How to brush a dog’s teeth? Cleaning your dogs teeth

How to brush a dog's teeth

petsathome How to brush a dog’s teeth, maybe something you have never thought to do or needed to do. But have you ever experienced the whiff of “dogbreath” during a snuggle with your dog. In some cases this can be a periodontal disease and just as it can in humans it can cause bad breath or dental problems

However, you can help avoid this by learning How to Brush a Dog’s Teeth, and by reading this guide you can give it a go.

Do you really need to Brush a Dog’s Teeth?

You have probably seen adverts for dental chews for dogs and think “cant i just toss them one of them every now and again”. There is nothing wrong with these dental chews but they still don’t recreate the cleaning action that dogs would get in the wild from eating bones and raw food. The change of dogs diets to the dry kibble variety means dogs don’t get the tooth scraping action that bones once would have provided.

What Is Canine periodontitis?

As you may know humans can develop dental problems from food stuck between teeth and this happens to dogs to. These particles can develop bacteria and in turn help plaque develop which eventually leads to a layer of tartar on the gum line of the tooth.

Tartar will cause inflammation to the dog’s gum and can lead to bacteria breeding between the tooth and gum then potentially leading to Canine periodontitis.

Canine periodontitis will cause mouth pain to your dog; it can be a cause of tooth loss, mouth abscesses, and bacterial infection, which in extreme cases can affect the dog’s vital organs. Sounds scary but it can be prevented by regualar brushing of your dog’s teeth.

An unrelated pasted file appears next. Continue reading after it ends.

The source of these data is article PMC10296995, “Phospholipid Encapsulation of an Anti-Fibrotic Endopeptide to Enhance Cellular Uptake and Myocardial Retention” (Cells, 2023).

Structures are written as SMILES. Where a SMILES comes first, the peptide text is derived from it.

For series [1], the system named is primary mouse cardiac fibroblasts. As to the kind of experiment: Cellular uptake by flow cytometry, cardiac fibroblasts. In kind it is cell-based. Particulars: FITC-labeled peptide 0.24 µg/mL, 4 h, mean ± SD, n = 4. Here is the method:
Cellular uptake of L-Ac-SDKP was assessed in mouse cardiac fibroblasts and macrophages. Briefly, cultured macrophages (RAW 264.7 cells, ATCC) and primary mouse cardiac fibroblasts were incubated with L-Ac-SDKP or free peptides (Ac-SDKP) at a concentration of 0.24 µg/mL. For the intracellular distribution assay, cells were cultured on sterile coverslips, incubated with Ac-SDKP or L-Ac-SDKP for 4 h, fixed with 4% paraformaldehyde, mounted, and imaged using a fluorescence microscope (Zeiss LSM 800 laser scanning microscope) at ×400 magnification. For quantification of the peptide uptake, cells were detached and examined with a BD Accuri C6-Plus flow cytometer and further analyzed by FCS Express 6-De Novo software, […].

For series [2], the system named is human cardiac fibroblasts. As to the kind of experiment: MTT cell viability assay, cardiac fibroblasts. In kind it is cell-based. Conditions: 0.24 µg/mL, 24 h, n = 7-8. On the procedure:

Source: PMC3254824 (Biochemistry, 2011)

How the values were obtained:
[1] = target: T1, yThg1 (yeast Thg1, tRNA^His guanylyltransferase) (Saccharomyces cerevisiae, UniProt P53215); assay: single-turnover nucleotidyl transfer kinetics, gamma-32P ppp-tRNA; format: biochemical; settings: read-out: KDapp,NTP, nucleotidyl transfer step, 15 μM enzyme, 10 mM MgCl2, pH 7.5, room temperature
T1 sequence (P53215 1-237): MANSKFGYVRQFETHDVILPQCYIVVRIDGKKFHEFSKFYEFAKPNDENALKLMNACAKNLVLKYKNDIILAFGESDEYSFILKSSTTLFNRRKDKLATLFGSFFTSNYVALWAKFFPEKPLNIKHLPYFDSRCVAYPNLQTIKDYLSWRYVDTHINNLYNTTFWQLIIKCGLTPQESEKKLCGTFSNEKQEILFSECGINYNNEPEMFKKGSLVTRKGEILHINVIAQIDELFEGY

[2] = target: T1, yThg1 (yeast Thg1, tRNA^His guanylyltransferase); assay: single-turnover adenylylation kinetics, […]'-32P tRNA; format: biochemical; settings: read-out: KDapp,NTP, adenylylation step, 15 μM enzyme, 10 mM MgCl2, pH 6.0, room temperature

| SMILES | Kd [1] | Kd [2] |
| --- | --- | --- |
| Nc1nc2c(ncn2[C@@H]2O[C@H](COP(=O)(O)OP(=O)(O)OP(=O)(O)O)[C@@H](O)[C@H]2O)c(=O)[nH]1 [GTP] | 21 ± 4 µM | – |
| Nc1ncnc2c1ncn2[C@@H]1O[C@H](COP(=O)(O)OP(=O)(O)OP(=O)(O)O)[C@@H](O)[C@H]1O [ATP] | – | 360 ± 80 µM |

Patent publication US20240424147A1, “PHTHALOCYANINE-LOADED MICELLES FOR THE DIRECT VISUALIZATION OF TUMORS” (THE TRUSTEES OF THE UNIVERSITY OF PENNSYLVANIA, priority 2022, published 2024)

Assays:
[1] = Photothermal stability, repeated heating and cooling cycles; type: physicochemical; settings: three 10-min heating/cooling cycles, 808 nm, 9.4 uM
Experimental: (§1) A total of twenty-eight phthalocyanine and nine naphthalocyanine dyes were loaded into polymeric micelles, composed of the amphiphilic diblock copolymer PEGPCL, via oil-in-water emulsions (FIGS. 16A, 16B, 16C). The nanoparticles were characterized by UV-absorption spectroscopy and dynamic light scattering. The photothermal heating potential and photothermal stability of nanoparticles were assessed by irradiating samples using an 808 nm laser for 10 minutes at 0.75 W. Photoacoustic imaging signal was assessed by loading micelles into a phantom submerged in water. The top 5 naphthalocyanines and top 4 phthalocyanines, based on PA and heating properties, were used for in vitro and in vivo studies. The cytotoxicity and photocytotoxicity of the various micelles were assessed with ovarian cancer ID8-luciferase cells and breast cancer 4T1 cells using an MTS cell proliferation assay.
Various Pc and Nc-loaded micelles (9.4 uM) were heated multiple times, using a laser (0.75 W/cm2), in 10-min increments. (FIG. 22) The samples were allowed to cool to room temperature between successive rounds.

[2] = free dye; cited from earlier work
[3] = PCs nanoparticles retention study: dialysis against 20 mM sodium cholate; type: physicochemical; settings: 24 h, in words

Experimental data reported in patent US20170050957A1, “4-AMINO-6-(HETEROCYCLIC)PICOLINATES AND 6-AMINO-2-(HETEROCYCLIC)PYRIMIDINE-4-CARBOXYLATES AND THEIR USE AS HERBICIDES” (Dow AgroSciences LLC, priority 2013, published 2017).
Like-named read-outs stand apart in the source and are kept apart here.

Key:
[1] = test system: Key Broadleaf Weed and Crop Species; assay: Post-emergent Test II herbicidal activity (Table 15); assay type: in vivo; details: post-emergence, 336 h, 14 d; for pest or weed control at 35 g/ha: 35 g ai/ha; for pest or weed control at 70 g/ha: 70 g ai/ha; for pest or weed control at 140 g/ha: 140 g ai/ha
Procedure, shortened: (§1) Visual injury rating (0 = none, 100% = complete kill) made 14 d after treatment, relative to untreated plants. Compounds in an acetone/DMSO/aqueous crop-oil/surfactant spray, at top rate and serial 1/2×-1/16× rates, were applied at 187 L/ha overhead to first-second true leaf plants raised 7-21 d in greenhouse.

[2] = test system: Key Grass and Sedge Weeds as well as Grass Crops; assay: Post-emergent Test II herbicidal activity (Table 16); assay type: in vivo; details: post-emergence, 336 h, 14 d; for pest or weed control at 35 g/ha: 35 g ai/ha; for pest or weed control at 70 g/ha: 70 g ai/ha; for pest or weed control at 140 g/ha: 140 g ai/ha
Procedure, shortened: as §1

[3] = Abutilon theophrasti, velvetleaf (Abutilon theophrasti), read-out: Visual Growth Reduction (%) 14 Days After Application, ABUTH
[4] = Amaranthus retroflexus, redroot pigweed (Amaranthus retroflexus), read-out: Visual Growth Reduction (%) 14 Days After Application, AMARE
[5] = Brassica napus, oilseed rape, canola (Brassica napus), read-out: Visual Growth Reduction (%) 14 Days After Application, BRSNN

#1 – Getting them used to brushing

The best time to Brush your dog’s teeth will be when they are calm and relaxed. The aim is to work up to brushing daily schedule but this will take time. Even brushing three days a week can make a difference if their mouth is already healthy.

Your dog is not going to be sure about you putting something in or around its mouth that it’s not meant to eat! So time needs to be spent to get them used to your hands being in and around their mouth.

A way of getting them used to this would be getting something they like such as peanut butter. Put a bit on your finger and rub it around in the mouth and on their teeth and gums. They will love this and it will get them used to you moving things around in their mouth. **ENSURE THE PEANUT BUTTER DOES NOT CONTAIN XYLITOL AS THIS IS DEADLY TO DOGS

#2 – Which toothbrush and toothpaste

There is large array of canine-approved dog toothpaste available. Many of the Dog toothpaste has a meaty flavour rather than the minty flavour we are used to.
If your dog likes the taste it’s going to make your job a lot easier!
Never use your own human toothpaste! The fluoride content can be harmful to dogs.

Dog toothbrushes can have longer handles and softer bristles than your normal human tooth brush. They come in a multitude of sizes, so suit most dogs from a Chihuahua to a St. Bernard

Finger brushes can work really well for smaller dogs under 15kg. but for larger dogs, the longer handled variety can give you better reach.